Sign In Now
0

  • Forum Statistics

    • Total Topics
      104,329
    • Total Posts
      920,425
  • Topics

  • Posts

    • Hi, Ok good advice and I am sincere when I say how much I appreciate a lot of the responses, advice and encouragement that have been posted here. I'm not sure what a nutrionist is but a dietician (here in the U.K.) is a heavily regulated medical profession and my dietician is based most of her week in a hospital where doctors and MD's as they are known refer patients to her for help. She works every day with celiacs, dh sufferers and people with crohns, ibs etc and seeing my skin, listened to what I was saying (particularly about how my redness and blisters resolved on a gluten free (though not wheat free) diet for several years, and sent a report to my doctor/MD requesting a battery of tests - tests that can indicate dh, celiac and associated complications. I also have a friend with a wheat allergy and two with celiac (all diagnosed) and they are encouraging me to go ahead with getting these particular tests. So that's great but reading the above quote that suggests that situations like sharing an oven used to cook gluten-containing pizza, should not cause a gluten reaction. I thought, my god what's the point of going through these tests if my recent reactions aren't actually to do with gluten. Although my dietician is concerned about possible dh and has been through years of medical school, I also really trust the advice of an advanced member on this site and if they think oven-sharing shouldn't cause any gluten reaction, what hope do I have with an MD? It has taken me years to pluck up the confidence to ask for any medical help because I feared that sort of response along with a focus on psychological issues and hormones etc early on in the thread (even though, I only started feeling depressed since yesterday). Actually, I'm a mental health nurse so it's good to see people are alert to these issues but I am also pretty familiar with depression and I know that many people with physical health problems are fobbed off by doctors with talk of depression, stress, and hormones. I'm sorry that I took the (above) quote to heart and I know that I allowed that to colour my perception of the whole thread, which has been helpful in many ways. Best wishes to you all, even those I didn't agree with! Rhian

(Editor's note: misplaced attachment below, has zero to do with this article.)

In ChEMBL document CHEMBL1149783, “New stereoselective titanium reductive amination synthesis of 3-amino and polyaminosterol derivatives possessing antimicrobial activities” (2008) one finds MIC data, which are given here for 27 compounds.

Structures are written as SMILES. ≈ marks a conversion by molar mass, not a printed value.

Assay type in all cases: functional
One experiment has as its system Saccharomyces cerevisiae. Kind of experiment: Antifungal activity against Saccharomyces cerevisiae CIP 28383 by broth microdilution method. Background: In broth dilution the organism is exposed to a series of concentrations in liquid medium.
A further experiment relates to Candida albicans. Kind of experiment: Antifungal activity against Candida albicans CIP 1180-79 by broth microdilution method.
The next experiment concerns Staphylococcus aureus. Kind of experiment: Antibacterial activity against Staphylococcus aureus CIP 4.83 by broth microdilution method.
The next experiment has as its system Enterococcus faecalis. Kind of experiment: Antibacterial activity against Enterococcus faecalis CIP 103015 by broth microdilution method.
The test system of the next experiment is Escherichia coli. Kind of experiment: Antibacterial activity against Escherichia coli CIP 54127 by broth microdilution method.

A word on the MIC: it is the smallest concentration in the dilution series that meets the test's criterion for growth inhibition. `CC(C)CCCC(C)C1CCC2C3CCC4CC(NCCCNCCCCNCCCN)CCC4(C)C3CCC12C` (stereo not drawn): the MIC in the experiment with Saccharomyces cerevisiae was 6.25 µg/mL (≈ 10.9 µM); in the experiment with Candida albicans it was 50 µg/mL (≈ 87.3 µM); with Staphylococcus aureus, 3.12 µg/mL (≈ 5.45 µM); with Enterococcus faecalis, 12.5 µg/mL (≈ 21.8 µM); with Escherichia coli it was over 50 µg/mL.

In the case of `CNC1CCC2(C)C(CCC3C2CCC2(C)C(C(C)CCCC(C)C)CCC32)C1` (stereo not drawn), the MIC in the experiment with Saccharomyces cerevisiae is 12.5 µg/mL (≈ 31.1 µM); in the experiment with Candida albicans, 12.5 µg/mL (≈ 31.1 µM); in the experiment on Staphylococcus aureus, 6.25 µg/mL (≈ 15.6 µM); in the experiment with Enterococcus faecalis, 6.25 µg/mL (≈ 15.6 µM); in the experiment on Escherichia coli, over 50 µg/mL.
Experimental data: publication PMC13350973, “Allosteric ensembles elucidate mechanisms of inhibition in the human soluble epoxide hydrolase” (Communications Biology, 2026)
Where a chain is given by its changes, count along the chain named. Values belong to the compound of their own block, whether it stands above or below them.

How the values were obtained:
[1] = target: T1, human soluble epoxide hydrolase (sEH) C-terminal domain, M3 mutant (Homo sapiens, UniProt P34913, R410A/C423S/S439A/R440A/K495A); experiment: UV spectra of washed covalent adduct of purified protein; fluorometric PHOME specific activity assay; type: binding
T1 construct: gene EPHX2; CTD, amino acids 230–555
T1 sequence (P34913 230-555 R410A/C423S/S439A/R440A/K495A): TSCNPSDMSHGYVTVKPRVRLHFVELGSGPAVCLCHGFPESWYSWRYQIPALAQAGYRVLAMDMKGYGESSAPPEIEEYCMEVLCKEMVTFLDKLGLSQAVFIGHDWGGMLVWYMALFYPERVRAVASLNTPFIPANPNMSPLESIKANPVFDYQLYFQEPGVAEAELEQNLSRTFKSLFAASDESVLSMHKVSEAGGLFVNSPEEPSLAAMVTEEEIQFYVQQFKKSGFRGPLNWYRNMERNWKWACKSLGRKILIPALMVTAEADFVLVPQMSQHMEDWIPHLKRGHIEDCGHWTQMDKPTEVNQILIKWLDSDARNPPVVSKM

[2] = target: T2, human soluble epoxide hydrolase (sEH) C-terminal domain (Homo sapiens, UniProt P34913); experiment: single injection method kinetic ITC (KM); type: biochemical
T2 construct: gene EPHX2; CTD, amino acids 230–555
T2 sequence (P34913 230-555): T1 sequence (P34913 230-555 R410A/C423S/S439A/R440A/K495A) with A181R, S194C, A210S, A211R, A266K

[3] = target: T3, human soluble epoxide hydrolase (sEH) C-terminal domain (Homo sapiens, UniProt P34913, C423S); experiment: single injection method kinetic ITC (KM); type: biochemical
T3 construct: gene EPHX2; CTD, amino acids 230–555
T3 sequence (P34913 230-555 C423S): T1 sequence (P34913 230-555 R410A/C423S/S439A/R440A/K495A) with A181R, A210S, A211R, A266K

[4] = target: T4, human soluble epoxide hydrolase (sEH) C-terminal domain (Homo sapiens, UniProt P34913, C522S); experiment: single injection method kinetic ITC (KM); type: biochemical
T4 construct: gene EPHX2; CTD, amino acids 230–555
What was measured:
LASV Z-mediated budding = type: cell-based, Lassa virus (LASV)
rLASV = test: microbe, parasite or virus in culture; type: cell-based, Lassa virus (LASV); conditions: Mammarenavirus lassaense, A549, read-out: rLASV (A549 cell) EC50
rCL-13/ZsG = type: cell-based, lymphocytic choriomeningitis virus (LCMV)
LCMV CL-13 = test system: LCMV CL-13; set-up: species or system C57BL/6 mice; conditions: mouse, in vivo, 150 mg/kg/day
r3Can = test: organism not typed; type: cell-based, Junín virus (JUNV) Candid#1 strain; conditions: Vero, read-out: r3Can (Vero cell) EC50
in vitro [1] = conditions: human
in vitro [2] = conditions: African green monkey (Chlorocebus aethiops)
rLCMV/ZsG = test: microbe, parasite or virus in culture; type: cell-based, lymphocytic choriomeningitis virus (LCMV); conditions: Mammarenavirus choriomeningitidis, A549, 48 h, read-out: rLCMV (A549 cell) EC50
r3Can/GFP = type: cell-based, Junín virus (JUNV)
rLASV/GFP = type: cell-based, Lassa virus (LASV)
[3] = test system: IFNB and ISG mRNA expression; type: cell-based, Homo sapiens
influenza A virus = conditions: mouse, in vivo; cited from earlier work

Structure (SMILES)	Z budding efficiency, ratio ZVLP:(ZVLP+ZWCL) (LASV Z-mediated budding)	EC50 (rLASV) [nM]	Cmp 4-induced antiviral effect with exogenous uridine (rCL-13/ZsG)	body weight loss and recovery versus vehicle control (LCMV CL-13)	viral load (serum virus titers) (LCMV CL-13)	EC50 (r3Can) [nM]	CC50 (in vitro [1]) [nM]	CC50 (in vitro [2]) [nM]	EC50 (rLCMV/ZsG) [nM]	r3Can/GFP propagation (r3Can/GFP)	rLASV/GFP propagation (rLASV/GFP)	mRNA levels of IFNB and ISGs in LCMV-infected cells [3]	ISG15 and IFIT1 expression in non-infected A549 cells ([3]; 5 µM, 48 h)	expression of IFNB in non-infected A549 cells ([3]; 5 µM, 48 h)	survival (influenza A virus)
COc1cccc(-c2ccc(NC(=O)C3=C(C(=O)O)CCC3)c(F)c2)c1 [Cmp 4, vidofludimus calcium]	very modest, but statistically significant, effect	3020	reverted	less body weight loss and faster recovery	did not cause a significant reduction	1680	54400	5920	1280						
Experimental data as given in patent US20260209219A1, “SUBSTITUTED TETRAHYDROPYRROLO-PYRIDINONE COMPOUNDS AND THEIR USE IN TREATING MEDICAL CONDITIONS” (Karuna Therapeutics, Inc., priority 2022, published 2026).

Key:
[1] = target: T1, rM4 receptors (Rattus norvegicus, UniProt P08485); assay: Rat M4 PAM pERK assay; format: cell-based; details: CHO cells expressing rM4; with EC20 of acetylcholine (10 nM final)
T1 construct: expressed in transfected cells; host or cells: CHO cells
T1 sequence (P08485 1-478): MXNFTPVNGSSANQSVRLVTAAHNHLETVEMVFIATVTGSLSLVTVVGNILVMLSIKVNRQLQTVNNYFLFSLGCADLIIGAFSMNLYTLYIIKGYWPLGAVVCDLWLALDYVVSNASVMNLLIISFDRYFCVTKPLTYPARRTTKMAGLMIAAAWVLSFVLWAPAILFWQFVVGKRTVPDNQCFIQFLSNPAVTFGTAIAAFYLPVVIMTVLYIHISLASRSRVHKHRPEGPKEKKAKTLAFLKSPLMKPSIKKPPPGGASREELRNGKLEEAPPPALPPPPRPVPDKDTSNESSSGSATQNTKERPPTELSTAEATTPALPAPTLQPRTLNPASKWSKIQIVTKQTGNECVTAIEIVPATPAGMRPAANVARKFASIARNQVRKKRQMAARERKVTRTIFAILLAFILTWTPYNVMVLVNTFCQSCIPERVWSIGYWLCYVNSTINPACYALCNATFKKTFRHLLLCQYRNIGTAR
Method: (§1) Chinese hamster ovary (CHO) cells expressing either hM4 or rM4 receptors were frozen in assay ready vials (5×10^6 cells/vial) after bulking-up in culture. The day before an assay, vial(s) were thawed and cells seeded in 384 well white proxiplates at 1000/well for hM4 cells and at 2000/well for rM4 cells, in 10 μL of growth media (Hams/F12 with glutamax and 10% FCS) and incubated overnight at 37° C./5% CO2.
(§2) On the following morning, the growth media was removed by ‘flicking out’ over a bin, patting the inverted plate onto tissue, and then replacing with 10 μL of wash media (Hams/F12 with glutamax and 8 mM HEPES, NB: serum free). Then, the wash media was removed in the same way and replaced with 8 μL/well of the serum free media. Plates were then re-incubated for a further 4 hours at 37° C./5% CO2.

• I thought maybe doing a trial period to see if he reacts positively to being gluten free and then adding it back to see if symptoms come back would maybe be helpful to the doctor? But I guess that's true, it might skew things regarding any future tests that might be warranted. 
    • If you haven't had her tested yet please do not go gluten free. Get the celiac testing first as if she does feel better gluten free when she has to go back on gluten for testing she may have much worse symptoms.  There will also be a higher risk of false negatives.
    • I did not mean to imply that you should put him on a gluten free diet.    If you suspect a problem with gluten, please get an opinion from a GI who is celiac savvy.  All celiac testing requires a patient to be consuming gluten.  The slightly equivocal TTG?  That warrants a gene test at the very least.   http://www.mayomedicallaboratories.com/it-mmfiles/Celiac_Disease_Diagnostic_Testing_Algorithm.pdf  
  • Upcoming Events

  • Blog Entries

  • Recent Status Updates

  • Who's Online (See full list)

  • Member Statistics

    • Total Members
      61,386
    • Most Online
      1,763

    Newest Member
    Windsurf
    Joined